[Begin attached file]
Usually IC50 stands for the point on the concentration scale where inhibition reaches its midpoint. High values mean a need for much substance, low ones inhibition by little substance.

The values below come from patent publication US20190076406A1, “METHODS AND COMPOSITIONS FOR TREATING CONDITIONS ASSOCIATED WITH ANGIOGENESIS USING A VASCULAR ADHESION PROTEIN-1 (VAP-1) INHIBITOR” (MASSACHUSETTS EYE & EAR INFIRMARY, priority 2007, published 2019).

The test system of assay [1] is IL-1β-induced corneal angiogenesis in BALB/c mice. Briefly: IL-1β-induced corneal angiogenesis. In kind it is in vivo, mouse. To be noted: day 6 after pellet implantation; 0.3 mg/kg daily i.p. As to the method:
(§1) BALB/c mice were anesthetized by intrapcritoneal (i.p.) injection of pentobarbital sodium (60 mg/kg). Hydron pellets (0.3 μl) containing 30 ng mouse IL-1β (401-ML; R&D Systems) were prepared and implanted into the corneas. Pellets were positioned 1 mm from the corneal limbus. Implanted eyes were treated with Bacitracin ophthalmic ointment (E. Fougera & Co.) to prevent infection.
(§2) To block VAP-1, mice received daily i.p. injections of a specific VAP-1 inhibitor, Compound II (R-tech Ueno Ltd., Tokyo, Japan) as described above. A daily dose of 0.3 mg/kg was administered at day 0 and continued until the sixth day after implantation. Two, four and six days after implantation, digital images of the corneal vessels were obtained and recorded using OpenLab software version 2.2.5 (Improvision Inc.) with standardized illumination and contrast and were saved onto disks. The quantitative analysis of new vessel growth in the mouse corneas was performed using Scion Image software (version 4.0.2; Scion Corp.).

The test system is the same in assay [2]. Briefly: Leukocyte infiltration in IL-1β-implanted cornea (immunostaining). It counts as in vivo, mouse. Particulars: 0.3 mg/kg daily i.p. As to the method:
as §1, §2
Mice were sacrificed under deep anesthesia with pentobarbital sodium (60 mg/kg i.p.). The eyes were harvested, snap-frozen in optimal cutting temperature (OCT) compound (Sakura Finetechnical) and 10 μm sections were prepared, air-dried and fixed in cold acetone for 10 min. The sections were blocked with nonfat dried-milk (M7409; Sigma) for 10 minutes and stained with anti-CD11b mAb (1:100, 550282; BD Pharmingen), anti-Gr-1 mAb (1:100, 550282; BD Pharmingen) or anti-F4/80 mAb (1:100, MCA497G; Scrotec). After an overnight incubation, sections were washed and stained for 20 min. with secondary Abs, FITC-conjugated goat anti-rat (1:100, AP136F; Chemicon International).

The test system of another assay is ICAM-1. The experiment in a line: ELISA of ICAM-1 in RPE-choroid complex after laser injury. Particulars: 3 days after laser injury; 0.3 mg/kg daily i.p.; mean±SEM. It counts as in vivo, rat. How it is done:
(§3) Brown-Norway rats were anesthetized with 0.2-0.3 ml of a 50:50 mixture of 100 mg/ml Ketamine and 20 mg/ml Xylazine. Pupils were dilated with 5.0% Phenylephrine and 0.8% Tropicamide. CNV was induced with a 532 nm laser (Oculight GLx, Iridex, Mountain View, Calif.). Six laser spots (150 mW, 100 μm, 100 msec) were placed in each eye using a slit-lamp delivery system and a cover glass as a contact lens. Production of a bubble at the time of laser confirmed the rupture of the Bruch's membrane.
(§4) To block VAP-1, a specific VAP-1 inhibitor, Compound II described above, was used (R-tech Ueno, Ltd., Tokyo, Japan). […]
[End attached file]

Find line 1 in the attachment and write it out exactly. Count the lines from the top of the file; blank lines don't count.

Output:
Usually IC50 stands for the point on the concentration scale where inhibition reaches its midpoint. High values mean a need for much substance, low ones inhibition by little substance.